U.S. Army Research Laboratory welcomes new Sergeant Major

July 11, 2017

By Tracie R. Dean, ARL Public Affairs

Story Highlights

  • The U.S. Army Research Laboratory recently welcomed Sgt. Maj. Keith Noland Taylor as the laboratory's new sergeant major.
  • As the senior noncommissioned officer at ARL, Taylor succeeds Master Sgt. Richard M. Socia who served in this military position since the fall of 2015.
  • Taylor's military career totals more than 29 years and includes overseas duty in Korea and Germany. He has also deployed to Afghanistan and Iraq. His experience and career fields include: communications, infantry, recruitment, field artillery, air defense, sustainment and cyber.

ADELPHI, Md. (June 23, 2017) -- The U.S. Army Research Laboratory recently welcomed Sgt. Maj. Keith Noland Taylor as the laboratory's new sergeant major.

As the senior noncommissioned officer at ARL, Taylor succeeds Master Sgt. Richard M. Socia who served in this military position since the fall of 2015. Taylor's military career totals more than 29 years and includes overseas duty in Korea and Germany. He has also deployed to Afghanistan and Iraq. His experience and career fields include: communications, infantry, recruitment, field artillery, air defense, sustainment, and cyber.

"I am extremely excited to be working at ARL and look forward to working with Soldiers and civilians," Taylor said.

For Taylor, being a Sergeant Major in today's U.S. Army comes with the knowledge that you are a mentor and a role model at all times. "Being a Sergeant Major is an awesome responsibility," Taylor said, "It means you are the center of influence and a mentor to the Soldiers and civilians around you. You are the epitome of what a noncommissioned officer is and should represent a sterling example of professionalism that should be maintained at all times."

And while he is just beginning to better understand the research, technology, and development missions of the ARL, Taylor is already adapting ways to use his broad military experience and help find ways to enhance the support that Soldiers provide at ARL.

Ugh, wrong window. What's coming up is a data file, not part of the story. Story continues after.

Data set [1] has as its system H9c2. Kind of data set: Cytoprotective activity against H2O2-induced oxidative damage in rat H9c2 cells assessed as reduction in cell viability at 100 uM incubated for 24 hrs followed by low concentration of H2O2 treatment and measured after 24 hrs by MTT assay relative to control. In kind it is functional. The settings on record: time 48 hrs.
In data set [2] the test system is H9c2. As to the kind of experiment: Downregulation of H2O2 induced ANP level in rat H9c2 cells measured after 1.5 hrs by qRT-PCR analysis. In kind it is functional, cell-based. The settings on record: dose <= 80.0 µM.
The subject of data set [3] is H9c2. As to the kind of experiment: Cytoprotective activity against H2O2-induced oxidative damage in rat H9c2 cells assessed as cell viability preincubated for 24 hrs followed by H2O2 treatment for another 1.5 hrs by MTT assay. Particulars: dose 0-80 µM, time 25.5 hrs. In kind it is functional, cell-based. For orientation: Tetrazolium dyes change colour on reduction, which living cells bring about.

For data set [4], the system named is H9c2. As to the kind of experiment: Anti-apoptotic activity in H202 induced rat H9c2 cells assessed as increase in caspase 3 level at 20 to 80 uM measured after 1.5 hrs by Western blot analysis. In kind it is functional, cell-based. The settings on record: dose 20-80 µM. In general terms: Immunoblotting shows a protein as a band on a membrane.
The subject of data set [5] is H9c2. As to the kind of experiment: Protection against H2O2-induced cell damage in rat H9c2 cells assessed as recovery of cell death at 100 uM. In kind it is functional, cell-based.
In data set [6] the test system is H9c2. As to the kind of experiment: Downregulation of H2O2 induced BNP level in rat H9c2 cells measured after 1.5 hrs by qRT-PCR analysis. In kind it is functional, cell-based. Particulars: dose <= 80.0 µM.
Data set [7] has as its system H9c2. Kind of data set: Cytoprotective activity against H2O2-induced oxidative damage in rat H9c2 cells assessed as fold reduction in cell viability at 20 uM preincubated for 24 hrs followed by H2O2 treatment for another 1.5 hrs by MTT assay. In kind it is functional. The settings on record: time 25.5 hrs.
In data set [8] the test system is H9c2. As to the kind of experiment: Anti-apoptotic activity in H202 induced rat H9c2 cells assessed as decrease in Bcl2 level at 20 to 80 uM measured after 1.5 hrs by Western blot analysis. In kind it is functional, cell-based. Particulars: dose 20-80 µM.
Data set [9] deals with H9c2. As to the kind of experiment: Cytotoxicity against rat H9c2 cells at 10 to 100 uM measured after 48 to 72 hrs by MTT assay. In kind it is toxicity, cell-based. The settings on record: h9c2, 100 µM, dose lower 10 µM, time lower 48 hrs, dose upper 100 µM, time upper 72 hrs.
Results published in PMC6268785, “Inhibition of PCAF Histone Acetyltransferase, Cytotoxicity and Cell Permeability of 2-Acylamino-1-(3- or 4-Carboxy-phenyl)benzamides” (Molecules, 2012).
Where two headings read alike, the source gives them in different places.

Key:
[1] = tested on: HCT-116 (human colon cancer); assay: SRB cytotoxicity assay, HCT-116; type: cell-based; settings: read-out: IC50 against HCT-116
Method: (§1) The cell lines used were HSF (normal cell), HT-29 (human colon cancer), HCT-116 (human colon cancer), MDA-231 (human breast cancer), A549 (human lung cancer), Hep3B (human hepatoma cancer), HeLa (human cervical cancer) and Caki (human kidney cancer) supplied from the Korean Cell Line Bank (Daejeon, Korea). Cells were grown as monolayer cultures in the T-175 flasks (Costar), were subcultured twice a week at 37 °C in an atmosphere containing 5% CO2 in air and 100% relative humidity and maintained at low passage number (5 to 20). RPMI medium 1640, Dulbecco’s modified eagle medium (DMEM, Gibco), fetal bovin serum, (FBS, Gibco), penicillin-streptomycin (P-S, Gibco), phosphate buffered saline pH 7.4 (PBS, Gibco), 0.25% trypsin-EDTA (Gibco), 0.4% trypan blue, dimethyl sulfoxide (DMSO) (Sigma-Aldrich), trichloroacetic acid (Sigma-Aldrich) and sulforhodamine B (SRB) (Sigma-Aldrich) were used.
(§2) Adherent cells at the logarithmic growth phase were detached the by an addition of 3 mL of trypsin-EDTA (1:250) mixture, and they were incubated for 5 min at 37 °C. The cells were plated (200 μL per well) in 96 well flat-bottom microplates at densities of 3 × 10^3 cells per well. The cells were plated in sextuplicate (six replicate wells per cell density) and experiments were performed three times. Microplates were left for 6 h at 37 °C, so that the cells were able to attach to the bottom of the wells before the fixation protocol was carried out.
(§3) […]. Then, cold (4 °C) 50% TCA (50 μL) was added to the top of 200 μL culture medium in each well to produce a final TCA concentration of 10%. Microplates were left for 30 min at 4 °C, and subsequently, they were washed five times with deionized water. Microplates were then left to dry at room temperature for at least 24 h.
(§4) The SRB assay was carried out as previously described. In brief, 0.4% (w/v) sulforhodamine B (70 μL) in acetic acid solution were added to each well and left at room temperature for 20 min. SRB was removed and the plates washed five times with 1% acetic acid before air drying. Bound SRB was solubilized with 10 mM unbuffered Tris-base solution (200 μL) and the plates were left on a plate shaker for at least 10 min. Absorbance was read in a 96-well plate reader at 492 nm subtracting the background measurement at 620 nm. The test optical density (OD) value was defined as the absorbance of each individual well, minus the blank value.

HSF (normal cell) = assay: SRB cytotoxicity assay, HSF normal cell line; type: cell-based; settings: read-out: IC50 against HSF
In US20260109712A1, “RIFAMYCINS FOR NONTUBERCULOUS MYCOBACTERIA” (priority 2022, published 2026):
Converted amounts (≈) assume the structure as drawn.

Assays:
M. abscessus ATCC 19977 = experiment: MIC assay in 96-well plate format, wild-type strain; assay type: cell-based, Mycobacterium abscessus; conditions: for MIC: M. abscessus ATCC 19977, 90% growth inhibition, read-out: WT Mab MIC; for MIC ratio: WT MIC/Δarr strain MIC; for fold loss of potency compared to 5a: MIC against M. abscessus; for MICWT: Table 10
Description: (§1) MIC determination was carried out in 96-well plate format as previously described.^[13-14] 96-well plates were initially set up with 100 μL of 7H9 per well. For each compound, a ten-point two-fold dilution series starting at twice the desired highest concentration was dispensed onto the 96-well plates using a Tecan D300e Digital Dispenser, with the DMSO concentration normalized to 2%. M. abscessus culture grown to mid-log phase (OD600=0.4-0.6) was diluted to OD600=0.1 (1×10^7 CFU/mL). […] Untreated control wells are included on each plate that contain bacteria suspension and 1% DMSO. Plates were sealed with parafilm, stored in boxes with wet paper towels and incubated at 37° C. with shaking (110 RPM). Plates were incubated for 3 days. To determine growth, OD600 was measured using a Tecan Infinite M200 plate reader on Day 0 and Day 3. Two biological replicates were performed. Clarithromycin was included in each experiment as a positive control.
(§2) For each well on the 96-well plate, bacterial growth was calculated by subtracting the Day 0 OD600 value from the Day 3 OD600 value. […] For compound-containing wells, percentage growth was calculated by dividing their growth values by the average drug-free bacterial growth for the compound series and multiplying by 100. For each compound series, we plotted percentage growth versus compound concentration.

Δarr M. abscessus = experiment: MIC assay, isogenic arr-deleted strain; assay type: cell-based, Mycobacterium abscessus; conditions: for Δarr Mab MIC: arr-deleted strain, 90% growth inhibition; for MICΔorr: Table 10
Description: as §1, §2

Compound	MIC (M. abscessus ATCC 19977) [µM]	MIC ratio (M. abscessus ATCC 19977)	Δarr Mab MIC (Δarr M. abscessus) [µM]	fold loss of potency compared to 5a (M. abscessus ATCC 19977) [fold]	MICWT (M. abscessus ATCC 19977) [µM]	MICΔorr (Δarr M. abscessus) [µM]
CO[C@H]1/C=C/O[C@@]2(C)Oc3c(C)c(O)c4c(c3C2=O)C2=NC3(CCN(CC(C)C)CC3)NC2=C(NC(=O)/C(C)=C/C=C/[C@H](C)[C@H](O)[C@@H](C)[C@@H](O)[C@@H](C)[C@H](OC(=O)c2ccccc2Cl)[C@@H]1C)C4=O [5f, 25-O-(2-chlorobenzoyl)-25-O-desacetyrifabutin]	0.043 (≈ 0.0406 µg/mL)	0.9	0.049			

"First, I would like to say thank you to the Soldier for your service," Taylor said.

Taylor then transitioned the conversation to address the strong bond and commitment to ARL's mission that he has already observed between Army civilians and their military counterparts at ARL.

"Many times, civilians don't hear how much of an impact their work has on Soldiers," Taylor explained. "Every civilian plays a role in saving Soldier's lives. Both the decisions they make and the technologies they design saves lives.

"While I chose to serve my nation as a Soldier, civilians and contractors serve the country as well in a different venue and I appreciate that," Taylor reflected.

"Until recently, I had no significant knowledge of ARL," Taylor said. "That's what makes this assignment so rewarding. It is an opportunity to offer the skills that I have learned (elsewhere) and translate them to the scientists and researchers (at ARL)."

Taylor plans to spend his initial time at ARL finding ways to meet ARL personnel and learning more about the ARL missions that support the Warfighters.

"I plan to conduct initial site visits to the U.S. Army Research Office, ARL's White Sands Missile Range, ARL West and other laboratories and centers across the Army spectrum," Taylor said. "That will be time well spent. I also look forward to meeting with both military and civilian leadership to discuss current capabilities and will bring that information back to ARL leadership to implement changes for improvements."

Taylor earned a Bachelor of Science degree in Applied Management from Franklin University and Master of Science Degree in Management and Leadership from Webster University. His military education includes the battle staff NCO course, basic instructor course and all levels of the noncommissioned officer education system. He is also a graduate of the Army Sergeants Major Academy.

Special awards and decorations include the Bronze Star Medal (2 OLC), Meritorious Service Medal (4 OLC), Army Commendation Medal (3 OLC) and the Army Achievement Medal (6 OLC).


The U.S. Army Research Laboratory, currently celebrating 25 years of excellence in Army science and technology, is part of the U.S. Army Research, Development and Engineering Command, which has the mission to provide innovative research, development and engineering to produce capabilities that provide decisive overmatch to the Army against the complexities of the current and future operating environments in support of the joint warfighter and the nation. RDECOM is a major subordinate command of the U.S. Army Materiel Command.

 

Last Update / Reviewed: July 11, 2017